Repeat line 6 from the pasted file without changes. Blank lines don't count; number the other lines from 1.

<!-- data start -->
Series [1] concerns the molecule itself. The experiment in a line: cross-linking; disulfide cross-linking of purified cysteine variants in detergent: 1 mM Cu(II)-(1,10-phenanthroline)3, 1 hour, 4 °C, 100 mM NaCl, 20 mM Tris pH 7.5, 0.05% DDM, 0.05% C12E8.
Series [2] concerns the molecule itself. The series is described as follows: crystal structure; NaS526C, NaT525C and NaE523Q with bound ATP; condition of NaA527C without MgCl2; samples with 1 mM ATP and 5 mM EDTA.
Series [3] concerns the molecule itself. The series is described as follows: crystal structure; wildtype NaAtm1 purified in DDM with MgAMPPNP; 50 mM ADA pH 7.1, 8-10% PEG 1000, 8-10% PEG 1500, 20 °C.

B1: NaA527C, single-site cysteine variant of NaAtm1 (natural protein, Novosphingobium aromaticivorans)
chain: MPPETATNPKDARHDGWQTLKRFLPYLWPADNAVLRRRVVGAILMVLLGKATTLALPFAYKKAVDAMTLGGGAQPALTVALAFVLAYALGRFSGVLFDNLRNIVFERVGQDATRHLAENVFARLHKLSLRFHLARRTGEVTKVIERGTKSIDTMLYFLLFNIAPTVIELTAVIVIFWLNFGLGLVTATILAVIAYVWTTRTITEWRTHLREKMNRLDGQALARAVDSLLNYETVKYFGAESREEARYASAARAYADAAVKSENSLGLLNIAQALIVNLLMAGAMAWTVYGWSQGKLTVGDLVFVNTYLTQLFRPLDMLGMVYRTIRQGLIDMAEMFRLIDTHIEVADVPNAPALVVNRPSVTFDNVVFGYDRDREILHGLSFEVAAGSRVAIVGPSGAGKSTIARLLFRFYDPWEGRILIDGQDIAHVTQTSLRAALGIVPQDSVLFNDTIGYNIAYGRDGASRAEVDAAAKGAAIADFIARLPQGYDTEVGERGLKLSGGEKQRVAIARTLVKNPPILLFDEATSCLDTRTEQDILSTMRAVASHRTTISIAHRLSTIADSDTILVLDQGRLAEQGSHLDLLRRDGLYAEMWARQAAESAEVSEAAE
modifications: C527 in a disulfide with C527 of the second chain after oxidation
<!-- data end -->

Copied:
modifications: C527 in a disulfide with C527 of the second chain after oxidation